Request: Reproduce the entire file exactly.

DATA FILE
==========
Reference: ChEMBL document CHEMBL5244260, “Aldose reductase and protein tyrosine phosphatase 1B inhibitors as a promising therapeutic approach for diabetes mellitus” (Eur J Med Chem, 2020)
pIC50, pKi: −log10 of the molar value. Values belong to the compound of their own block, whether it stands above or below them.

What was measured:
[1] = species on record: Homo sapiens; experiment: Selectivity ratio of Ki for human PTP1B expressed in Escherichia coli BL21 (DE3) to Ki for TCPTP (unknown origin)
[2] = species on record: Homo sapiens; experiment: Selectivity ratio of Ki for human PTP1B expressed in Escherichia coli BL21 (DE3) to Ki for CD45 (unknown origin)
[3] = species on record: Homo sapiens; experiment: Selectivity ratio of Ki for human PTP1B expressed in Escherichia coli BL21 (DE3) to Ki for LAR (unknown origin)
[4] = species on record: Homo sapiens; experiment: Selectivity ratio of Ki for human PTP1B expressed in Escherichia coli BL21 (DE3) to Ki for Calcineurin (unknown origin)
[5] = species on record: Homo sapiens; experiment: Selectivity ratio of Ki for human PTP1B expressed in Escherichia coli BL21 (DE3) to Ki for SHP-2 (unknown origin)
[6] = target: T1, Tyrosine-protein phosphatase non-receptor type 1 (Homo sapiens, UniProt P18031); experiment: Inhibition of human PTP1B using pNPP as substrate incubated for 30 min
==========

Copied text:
Reference: ChEMBL document CHEMBL5244260, “Aldose reductase and protein tyrosine phosphatase 1B inhibitors as a promising therapeutic approach for diabetes mellitus” (Eur J Med Chem, 2020)
pIC50, pKi: −log10 of the molar value. Values belong to the compound of their own block, whether it stands above or below them.

What was measured:
[1] = species on record: Homo sapiens; experiment: Selectivity ratio of Ki for human PTP1B expressed in Escherichia coli BL21 (DE3) to Ki for TCPTP (unknown origin)
[2] = species on record: Homo sapiens; experiment: Selectivity ratio of Ki for human PTP1B expressed in Escherichia coli BL21 (DE3) to Ki for CD45 (unknown origin)
[3] = species on record: Homo sapiens; experiment: Selectivity ratio of Ki for human PTP1B expressed in Escherichia coli BL21 (DE3) to Ki for LAR (unknown origin)
[4] = species on record: Homo sapiens; experiment: Selectivity ratio of Ki for human PTP1B expressed in Escherichia coli BL21 (DE3) to Ki for Calcineurin (unknown origin)
[5] = species on record: Homo sapiens; experiment: Selectivity ratio of Ki for human PTP1B expressed in Escherichia coli BL21 (DE3) to Ki for SHP-2 (unknown origin)
[6] = target: T1, Tyrosine-protein phosphatase non-receptor type 1 (Homo sapiens, UniProt P18031); experiment: Inhibition of human PTP1B using pNPP as substrate incubated for 30 min